Op-Ed: Restorative Justice vs Capital Punishment

Op-Ed: Restorative Justice vs Capital Punishment
The Rise Bahamas Board from left or right: Gustavas Ferguson, director, Ada K. Bethel, director, Denise M. Major, director and Terneille Burrows, founder and president. (Photo: T. Glinton Photography)

By Rise Bahamas

Rise Bahamas does not share the same stance taken by some in support of capital punishment. We do advocate for stiffer penalties for persons who commit crimes, particularly against children, with our primary push being for restorative justice. It is the only way to guarantee that no innocent convicted person’s life is ever taken by the state.

Restorative justice (RJ) refers to “an approach to justice that seeks to repair harm by providing an opportunity for those harmed and those who take responsibility for the harm to communicate about and address their needs in the aftermath of a crime.” (Source: Department of Justice Canada)

According to a July 2022 local news report, the Minister of National Security Wayne Munroe was quoted as stating, “The recidivism rate at the Bahamas Department of Correctional Services currently stands at 18 percent. The minister said the goal is to reduce recidivism to 8 percent. (Source: Bahamaslocal.com)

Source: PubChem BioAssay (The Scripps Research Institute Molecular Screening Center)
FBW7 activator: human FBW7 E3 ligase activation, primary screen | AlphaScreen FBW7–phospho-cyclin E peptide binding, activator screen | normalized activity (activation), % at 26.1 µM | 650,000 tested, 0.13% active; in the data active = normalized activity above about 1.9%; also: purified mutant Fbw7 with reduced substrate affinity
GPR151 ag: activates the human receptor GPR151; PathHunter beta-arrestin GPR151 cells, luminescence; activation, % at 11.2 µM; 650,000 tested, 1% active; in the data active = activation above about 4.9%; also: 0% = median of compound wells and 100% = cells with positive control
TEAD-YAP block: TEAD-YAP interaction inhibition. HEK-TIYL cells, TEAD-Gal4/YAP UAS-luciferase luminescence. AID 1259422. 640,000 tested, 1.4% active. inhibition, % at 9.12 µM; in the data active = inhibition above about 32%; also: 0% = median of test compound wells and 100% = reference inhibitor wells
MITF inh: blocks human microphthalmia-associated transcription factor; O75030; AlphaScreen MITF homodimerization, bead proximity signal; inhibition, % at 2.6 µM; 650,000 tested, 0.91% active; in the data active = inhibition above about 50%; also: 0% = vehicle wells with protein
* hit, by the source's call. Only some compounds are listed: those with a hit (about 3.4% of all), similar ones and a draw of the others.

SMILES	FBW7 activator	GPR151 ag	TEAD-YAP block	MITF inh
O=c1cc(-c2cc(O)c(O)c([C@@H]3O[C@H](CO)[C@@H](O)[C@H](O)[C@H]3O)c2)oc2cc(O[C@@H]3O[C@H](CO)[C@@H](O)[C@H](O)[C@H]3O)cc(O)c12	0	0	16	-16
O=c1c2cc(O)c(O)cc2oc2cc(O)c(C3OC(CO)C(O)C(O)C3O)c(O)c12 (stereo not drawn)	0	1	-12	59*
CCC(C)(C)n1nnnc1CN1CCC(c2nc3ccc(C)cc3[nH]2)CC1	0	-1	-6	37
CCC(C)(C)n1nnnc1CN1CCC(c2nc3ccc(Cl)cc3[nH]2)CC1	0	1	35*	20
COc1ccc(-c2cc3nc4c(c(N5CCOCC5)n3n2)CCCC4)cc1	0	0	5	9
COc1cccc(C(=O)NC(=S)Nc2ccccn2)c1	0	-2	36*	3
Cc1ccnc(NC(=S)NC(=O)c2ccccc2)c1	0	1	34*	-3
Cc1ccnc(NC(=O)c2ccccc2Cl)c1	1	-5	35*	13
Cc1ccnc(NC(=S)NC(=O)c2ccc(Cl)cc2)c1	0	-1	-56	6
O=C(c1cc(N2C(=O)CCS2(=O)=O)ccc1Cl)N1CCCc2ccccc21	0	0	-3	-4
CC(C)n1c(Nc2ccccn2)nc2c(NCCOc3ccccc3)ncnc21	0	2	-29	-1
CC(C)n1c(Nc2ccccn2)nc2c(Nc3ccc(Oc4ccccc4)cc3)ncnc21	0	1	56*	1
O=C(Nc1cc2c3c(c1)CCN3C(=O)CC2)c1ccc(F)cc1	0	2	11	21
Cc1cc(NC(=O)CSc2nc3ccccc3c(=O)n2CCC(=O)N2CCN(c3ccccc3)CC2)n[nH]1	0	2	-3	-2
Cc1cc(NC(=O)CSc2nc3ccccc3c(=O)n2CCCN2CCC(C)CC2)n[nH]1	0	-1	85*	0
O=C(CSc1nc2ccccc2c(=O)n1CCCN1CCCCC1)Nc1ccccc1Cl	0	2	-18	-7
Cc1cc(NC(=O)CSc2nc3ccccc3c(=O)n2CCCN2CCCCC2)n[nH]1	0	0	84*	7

Rise Bahamas is of the belief that restorative justice facilitates a greater chance of reform, which could prevent future offenses.

Terneille Burrows, the founder of Rise Bahamas, said: “The current rate of recidivism is too high. We want to see inroads made to prevent repeat offenses by the courts mandating longer rehabilitation. For far too long, it has been a norm for child abusers to receive light sentences.

“We would like to see longer sentences that could offer them the chance to work toward true rehabilitation. If that fails and the convict reoffends, that should warrant a life sentence.”